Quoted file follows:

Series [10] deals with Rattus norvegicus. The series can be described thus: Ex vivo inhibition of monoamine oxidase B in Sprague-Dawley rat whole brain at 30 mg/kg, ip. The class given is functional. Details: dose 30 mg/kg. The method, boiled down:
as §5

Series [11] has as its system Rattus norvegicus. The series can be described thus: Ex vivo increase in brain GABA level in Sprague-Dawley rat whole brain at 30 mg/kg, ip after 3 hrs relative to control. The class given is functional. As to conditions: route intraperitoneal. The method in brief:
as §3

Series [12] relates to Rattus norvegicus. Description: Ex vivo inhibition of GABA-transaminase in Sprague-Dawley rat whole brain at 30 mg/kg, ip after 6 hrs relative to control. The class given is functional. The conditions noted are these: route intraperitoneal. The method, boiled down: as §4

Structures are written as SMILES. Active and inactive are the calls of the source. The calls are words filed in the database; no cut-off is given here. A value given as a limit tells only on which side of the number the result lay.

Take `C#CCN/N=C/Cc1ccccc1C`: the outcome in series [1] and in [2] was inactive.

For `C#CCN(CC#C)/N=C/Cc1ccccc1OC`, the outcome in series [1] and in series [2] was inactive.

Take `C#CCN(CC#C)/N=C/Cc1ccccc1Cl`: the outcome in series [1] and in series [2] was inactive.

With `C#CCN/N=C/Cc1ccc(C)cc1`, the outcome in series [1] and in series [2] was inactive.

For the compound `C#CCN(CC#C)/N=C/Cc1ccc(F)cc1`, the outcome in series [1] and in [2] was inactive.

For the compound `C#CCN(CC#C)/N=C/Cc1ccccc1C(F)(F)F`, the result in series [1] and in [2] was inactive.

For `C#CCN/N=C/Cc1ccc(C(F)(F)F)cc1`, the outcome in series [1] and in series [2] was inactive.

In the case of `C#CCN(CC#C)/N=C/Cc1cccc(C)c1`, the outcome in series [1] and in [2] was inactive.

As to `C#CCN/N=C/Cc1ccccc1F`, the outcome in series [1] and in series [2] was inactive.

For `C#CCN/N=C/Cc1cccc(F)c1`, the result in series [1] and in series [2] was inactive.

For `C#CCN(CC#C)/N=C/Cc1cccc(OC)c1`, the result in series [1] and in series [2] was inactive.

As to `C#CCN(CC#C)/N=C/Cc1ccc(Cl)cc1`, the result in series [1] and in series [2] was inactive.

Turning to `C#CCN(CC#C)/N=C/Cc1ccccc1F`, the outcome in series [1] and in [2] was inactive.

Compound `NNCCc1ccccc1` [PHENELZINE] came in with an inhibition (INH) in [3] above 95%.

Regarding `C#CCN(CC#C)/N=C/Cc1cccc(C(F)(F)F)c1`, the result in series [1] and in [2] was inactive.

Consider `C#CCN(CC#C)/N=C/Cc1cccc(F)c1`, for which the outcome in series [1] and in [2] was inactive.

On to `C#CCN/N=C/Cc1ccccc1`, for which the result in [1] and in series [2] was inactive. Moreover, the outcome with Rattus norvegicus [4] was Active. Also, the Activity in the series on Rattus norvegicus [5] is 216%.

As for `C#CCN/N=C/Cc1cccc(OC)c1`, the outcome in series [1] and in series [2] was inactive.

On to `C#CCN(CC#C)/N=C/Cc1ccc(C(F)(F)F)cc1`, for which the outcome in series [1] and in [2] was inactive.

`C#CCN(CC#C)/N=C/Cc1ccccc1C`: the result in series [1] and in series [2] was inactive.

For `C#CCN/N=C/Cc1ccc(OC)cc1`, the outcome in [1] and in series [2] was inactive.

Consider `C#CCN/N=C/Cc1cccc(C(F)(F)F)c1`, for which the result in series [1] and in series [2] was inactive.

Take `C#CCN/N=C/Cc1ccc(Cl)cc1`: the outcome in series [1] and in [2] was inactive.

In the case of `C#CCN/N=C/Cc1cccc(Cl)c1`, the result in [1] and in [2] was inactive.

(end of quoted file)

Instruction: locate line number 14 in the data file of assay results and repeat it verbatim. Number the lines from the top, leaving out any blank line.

In the case of `C#CCN(CC#C)/N=C/Cc1cccc(C)c1`, the outcome in series [1] and in [2] was inactive.